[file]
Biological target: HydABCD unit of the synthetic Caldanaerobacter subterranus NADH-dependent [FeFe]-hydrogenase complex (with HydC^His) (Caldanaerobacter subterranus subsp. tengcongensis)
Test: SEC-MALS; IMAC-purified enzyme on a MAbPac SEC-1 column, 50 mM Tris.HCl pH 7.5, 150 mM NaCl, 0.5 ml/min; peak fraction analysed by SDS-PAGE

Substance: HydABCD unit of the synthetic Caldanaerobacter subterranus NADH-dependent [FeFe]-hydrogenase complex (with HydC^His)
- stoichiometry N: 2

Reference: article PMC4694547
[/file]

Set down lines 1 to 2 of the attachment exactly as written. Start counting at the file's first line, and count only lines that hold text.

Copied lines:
Biological target: HydABCD unit of the synthetic Caldanaerobacter subterranus NADH-dependent [FeFe]-hydrogenase complex (with HydC^His) (Caldanaerobacter subterranus subsp. tengcongensis)
Test: SEC-MALS; IMAC-purified enzyme on a MAbPac SEC-1 column, 50 mM Tris.HCl pH 7.5, 150 mM NaCl, 0.5 ml/min; peak fraction analysed by SDS-PAGE